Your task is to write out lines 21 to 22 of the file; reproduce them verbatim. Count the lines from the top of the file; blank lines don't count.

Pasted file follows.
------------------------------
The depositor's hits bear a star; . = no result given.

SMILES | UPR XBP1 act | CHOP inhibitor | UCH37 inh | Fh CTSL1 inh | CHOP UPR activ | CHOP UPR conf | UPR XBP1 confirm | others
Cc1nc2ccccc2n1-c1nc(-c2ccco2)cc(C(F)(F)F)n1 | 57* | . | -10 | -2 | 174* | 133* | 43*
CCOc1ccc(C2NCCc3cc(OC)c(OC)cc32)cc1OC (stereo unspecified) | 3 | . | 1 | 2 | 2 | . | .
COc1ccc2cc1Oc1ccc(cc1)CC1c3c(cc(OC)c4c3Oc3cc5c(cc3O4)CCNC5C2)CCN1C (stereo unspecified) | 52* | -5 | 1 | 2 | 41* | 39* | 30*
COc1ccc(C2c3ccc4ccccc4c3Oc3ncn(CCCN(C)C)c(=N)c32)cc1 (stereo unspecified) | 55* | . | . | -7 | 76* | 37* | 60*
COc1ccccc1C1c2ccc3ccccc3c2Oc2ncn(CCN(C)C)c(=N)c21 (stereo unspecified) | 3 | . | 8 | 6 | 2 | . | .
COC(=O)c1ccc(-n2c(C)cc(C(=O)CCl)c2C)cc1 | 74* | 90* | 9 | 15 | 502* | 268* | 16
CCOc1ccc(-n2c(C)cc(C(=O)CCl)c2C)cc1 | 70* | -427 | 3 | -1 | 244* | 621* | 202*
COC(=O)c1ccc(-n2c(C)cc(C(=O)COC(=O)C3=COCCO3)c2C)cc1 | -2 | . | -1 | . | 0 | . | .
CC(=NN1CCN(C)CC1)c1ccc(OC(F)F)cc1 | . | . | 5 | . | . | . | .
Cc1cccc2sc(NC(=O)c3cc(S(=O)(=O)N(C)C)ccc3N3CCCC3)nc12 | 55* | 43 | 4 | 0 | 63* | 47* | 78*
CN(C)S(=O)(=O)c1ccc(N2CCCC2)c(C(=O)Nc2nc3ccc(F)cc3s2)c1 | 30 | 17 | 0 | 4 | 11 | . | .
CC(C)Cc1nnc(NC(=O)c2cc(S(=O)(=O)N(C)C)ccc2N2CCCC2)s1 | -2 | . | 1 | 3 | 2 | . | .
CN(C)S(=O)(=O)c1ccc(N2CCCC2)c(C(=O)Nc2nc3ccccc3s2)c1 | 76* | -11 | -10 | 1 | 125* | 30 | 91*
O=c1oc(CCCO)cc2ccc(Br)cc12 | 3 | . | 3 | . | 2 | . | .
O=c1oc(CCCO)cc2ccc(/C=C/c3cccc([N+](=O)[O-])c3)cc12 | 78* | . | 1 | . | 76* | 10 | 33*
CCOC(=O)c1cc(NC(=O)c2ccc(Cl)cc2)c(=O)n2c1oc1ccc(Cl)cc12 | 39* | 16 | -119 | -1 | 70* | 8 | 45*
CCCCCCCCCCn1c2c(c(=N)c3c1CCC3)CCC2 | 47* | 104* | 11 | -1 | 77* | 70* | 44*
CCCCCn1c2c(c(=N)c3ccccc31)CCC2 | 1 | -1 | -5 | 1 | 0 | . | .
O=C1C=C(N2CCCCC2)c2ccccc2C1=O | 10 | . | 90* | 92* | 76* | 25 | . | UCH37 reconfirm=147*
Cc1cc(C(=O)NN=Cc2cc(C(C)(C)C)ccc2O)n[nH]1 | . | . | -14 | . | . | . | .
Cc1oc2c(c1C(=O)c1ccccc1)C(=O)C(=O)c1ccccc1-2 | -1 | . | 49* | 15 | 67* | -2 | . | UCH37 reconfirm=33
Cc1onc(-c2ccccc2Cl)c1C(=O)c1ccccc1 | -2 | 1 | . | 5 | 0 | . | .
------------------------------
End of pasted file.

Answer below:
O=C1C=C(N2CCCCC2)c2ccccc2C1=O | 10 | . | 90* | 92* | 76* | 25 | . | UCH37 reconfirm=147*
Cc1cc(C(=O)NN=Cc2cc(C(C)(C)C)ccc2O)n[nH]1 | . | . | -14 | . | . | . | .